Sneak a Peak? Iran doesn’t think so, blocks access to VPN

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Iranian authorities have taken another measure to curb internet freedoms by blocking the use of most “virtual private networks”, a tool most of its population used to get around an extensive government Internet filter, Iranian media quoted an official as saying on Sunday.

A widespread government Internet filter prevents stops Iranians from accessing sites on official grounds they are offensive or criminal.

Article 24 of the constitution gives the state a free hand in restricting freedom of expression, declaring, “Publications and the press have freedom of expression except when there is infringement of the basic tenets of Islam or public rights.”

However, the “basic tenets of Islam” and “public rights” are not defined in the constitution, meaning the authorities can use their own interpretation and crack down on free expression at will.

Many Iranians evade the filter through use of VPN software, which provides encrypted links directly to private networks based abroad, and can allow a computer to behave as if it is based in another country.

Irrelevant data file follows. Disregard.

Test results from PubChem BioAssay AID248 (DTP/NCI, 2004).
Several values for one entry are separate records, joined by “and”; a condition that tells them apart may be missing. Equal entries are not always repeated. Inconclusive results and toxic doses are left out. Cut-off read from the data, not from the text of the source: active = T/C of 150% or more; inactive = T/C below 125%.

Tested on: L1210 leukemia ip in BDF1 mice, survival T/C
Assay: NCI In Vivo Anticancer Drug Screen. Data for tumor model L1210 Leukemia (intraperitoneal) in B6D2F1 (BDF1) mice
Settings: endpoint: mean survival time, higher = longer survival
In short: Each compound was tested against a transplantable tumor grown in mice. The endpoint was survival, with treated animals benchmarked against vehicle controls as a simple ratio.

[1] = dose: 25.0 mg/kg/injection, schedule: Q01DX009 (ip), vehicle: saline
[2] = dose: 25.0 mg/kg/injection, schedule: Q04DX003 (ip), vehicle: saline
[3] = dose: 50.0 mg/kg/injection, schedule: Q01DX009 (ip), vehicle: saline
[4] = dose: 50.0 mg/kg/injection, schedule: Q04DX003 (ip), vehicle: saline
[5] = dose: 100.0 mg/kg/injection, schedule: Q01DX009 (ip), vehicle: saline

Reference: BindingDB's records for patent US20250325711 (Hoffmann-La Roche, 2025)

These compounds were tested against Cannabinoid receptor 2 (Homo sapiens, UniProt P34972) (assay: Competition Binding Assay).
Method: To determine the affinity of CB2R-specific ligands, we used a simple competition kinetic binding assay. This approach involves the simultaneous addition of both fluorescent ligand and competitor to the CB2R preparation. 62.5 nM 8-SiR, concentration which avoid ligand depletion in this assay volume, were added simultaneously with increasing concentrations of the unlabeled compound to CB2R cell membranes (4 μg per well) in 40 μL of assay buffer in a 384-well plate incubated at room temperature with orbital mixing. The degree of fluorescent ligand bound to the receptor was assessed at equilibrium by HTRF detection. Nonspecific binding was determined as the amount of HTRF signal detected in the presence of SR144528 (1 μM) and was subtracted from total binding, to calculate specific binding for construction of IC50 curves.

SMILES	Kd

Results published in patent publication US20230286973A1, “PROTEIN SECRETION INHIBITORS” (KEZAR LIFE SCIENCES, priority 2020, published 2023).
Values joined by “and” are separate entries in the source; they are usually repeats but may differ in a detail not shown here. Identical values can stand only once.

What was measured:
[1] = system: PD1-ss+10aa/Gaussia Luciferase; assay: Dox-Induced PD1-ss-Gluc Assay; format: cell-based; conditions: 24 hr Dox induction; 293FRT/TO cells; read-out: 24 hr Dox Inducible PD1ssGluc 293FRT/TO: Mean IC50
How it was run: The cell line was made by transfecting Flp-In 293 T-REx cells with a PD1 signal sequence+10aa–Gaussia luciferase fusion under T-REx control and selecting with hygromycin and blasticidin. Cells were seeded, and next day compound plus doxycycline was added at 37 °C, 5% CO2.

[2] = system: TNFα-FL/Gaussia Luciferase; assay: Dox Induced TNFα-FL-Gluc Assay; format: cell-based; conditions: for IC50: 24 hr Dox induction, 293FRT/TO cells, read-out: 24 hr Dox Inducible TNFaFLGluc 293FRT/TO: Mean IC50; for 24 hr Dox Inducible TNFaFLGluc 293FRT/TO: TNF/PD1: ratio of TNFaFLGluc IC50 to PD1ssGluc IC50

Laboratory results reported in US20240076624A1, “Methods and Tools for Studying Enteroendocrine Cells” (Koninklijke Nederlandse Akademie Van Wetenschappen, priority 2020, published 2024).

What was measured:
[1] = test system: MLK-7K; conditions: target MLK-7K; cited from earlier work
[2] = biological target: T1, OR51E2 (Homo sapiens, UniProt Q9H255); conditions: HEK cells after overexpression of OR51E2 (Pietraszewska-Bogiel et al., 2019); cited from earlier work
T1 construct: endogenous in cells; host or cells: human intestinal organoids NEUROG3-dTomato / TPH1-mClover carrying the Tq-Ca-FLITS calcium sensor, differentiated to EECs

But authorities have now blocked “illegal” VPN access, an Iranian legislator told the Mehr news agency on Sunday. Iranian web users confirmed that VPNs were blocked.

“Within the last few days illegal VPN ports in the country have been blocked,” said Ramezanali Sobhani-Fard, the head of parliament’s information and communications technology committee, according to Mehr. “Only legal and registered VPN scan from now on be used.”

Internet censorship in Iran has increased since 2005 given many users saw it as their ‘saving grace’; an easy way to get around Iran’s strict press laws.

The Iranian regime opponents have previously expressed their heavy reliance on Web-based communication with the outside world.

Iran is holding a presidential election in June, its first since 2009, when a disputed result led to the worst unrest since the 1979 Islamic revolution.

Protesters used services like Facebook to communicate during those “Green Movement” demonstrations, and the government has taken steps to curb access to the Internet in the last few months, apparently determined to prevent a repeat this time.

An internet user named Mohamad from the Iranian city of Isfahan confirmed that VPNs had been blocked.

“VPNs are cut off. They’ve shut all the ports,” he said in a Facebook message, adding he was using another form of software to access the service without a VPN. He said Skype and Viber, internet services used to make telephone calls, had also been blocked.

Iranian authorities banned Google’s email service for a week last year but reopened access after complaints from officials. They have also announced plans to switch citizens onto a domestic Internet network which would be largely isolated from the World Wide Web.

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